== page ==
According to Carlson, there are upsides to unpaid internships because they introduce you to people that could help you later down the road and provide lessons that can’t be taught in the classroom. For some, the benefits of networking and work experience may be enough compensation in it of itself, but others may not be able to justify working for no pay, it’s an individual decision, he said.

Junior anthropology major Taylor Emery wouldn’t have been able to have interned at the Smithsonian Institute this past summer if he hadn’t received a research grant from the National Science Foundation through his internship that was able to cover his housing and a subway pass in D.C.. He used his own savings to pay for his flight and food, Emery said.

The archeological research project he worked on in the summer helped him see that he would like to work in museums, he said. While his time at the Smithsonian made an impact on him, he doubts that he would pursue another unpaid internship again since it was such a costly venture, he said.

“Getting funding would bridge that privilege gap for so many people,” Emery said. “I don’t know that I would ever do another unpaid internship again unless I [got] a larger stipend or if they simply [paid] me”

It Takes a Village, Faith and Bunko

In 2005 the Boyer and Koetter clans were making the nearly seven hour trek from San Antonio to Norman after a trip to SeaWorld when they collided with other cars in a multi-vehicle pile up just outside of Dallas. Several people involved sustained critical injuries, three people were even air transported to nearby hospitals. Although their car was totaled, the Boyers and the Koetters only suffered from whiplash and eventually made it home in one piece.

That was in June.

In the following weeks Karen Boyer, loving mom of two and wife to Rob Boyer for nine years, started to notice different health issues that drove her to the doctor more and more frequently. It started with extreme soreness and anxiety but doctors soon found that her calcium levels were abnormally high and eventually scheduled her for some biopsies on lymph nodes. Denise Rable, a close friend from McFarlin United Methodist, was a breast surgeon at Norman Regional Hospital and would be one of her surgeons, much to Boyer’s relief.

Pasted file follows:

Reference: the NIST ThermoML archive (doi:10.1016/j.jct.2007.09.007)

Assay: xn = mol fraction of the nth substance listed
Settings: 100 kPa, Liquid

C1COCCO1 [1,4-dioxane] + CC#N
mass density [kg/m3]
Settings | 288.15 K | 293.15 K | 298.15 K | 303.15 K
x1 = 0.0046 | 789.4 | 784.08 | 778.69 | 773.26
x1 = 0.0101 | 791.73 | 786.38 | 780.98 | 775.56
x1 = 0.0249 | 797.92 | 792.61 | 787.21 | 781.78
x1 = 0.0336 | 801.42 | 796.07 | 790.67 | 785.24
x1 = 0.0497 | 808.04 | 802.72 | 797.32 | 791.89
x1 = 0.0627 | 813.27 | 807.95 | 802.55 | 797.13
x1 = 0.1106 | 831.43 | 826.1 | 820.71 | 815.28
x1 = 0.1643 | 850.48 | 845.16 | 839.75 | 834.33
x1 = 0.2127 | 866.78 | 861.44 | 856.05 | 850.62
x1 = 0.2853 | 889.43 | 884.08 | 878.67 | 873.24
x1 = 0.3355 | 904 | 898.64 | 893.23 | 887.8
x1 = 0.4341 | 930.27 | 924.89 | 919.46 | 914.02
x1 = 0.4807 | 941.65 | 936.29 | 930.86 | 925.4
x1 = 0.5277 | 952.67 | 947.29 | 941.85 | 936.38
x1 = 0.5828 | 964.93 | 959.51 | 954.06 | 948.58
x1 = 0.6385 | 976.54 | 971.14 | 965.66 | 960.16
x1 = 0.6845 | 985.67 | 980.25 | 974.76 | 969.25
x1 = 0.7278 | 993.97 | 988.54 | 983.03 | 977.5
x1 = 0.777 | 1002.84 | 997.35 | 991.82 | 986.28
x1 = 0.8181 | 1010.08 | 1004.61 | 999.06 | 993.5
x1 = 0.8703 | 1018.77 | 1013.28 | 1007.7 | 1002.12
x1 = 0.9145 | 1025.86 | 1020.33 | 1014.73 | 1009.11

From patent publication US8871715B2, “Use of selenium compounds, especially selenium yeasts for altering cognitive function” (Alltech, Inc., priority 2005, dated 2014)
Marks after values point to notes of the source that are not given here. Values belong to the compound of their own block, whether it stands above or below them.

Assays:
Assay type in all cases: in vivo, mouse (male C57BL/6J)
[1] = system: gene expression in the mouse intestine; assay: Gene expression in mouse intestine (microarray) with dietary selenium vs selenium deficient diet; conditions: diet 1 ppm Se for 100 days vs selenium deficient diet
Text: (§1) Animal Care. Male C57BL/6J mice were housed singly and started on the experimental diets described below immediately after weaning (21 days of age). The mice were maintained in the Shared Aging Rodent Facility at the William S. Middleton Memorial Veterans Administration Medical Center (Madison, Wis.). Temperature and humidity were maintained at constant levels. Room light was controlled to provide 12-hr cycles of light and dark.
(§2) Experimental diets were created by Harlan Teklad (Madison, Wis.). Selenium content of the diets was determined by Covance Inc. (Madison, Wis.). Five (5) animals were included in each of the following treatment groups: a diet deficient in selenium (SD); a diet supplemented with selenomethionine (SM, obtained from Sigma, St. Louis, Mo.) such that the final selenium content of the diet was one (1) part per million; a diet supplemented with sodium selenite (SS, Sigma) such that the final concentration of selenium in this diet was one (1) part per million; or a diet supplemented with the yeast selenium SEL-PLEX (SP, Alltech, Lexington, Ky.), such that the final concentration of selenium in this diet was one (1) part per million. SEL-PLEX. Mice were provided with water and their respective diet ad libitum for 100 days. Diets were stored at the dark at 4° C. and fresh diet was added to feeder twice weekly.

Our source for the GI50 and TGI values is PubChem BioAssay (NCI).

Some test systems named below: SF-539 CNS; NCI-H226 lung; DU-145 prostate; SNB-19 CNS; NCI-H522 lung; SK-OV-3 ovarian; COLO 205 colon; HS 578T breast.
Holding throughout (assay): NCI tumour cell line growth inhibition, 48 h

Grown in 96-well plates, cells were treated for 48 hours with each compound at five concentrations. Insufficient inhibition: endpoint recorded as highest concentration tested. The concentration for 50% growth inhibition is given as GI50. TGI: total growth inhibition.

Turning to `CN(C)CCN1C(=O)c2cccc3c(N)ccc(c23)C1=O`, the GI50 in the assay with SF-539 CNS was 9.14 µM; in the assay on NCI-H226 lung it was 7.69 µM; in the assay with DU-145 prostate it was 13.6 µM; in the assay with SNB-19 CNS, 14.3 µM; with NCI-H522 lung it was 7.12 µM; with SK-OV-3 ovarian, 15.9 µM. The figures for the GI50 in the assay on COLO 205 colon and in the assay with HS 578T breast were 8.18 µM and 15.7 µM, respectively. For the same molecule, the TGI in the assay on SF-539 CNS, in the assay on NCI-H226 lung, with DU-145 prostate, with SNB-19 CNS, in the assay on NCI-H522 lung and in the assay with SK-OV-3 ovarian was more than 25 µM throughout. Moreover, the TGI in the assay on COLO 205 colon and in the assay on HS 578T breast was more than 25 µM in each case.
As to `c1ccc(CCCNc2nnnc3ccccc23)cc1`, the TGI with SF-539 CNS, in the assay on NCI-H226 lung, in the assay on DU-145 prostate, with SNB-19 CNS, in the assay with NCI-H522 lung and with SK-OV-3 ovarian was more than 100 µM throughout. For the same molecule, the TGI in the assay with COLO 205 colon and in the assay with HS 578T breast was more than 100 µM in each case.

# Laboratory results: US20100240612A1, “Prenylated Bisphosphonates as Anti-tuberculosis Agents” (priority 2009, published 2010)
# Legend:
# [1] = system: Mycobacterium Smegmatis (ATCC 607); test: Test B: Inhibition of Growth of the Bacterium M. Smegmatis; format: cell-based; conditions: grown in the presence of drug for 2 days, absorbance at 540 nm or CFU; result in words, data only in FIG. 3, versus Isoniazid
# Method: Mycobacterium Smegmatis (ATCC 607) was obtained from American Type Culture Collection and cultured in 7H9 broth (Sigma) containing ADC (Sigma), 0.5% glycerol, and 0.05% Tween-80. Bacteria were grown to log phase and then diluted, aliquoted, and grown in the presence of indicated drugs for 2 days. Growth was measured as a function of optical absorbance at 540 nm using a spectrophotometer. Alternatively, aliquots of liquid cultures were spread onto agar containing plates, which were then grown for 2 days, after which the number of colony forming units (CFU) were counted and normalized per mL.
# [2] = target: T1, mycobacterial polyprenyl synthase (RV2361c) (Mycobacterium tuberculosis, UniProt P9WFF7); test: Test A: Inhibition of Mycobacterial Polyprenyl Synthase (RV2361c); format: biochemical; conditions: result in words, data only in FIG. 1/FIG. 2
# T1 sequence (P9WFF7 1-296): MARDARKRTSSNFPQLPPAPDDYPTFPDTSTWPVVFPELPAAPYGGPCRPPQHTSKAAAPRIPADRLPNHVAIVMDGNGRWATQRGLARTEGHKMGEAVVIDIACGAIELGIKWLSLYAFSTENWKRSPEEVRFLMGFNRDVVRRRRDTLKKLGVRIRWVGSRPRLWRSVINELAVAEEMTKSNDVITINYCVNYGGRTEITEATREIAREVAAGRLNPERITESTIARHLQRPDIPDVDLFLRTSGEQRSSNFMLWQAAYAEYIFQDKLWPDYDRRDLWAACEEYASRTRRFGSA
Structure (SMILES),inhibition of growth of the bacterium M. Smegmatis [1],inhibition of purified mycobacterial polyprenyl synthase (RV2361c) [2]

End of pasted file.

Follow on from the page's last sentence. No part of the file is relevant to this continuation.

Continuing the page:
The night before the surgery Boyer noticed a lump in her breast and started to panic. By the time she woke up from the biopsy it was her friend that gave her the news.

In July she had breast cancer.

Shortly after, news of Karen Boyer’s shocking diagnosis reached her McFarlin Sunday school class that Rable, among others, belonged to. They all put themselves in her shoes.

She was only 38.

It was at their traditional girls’ bunko night that they saw Karen Boyer since hearing the news and circled up in prayer. Boyer would get a double mastectomy the next week and start a year and a half of treatment not long after.



Karen Boyer is no stranger to hardship. When her son Blake was born in 1997 everything seemed fine, until her parents started noticing that he was missing milestones like sitting up and babbling. When he was three or four months old they took him to the pediatrician to check out a bulge that had developed on his head.

They discovered that fissures in his skull that all babies are born with to allow for the brain to grow were fused prematurely, resulting in the brain pressing up against his skull.

At eight months old he was scheduled to have reconstructive skull surgery at The Children’s Hospital in Oklahoma City, a seven to eight hour surgery that landed him a week stay while he recovered.

Six weeks later he started hitting those milestones and by four years old he was talking, but the incident would cause Blake to have developmental and behavioral issues for the rest of his life. Now, at 20, he has the mentality of a five to six year old and Karen and Rob are faced with the difficult question: what does he do from here?

“We’re at the point where we’re going to have to make some tough decisions with assisted living and other options, so we’ll see what we can do about that,” Karen Boyer said.

Blake was baptized and confirmed at McFarlin and has grown up well-known and accepted by the church community. From their Sunday school class in particular Karen Boyer has received much understanding.

Although his growing up has been emotionally and physically challenging, and people still don’t always accept Blake for who he is, they’ve always had the support of their church community and friends along the way.

“We’ve always encouraged him to be involved in the youth group and go through confirmation, which has always been a challenge, but we try to put him in the typical world as much as he can handle,” Karen Boyer said.



Those that live in the Norman area are familiar with the tornadoes that have wrought extensive damage to Moore, with some of the most notable being the May of 1999 and May of 2013 tornadoes.

The Boyers lost the home they had built in the southwest Oklahoma City area in the May of 1999 tornado when Blake was only 17 months old.

It destroyed their whole neighborhood and left them with basically nothing, according to Karen Boyer.

They managed to find a few personal belongings here and there in the rubble, but for the most part everything was gone.

“There’s nothing truly important that can’t be replaced, you miss the sentimental things, though,” Karen Boyer said. “It encouraged us to grow up really fast because we had to deal with things that are challenging to figure out at any age.”

So, with a baby and whatever they could find in hand they moved to Norman and rented a townhouse while their new house was under construction. Despite not having family in the immediate area, both Karen and Rob Boyer’s families came together to help.

They even started receiving letters, cards and checks from strangers across the country.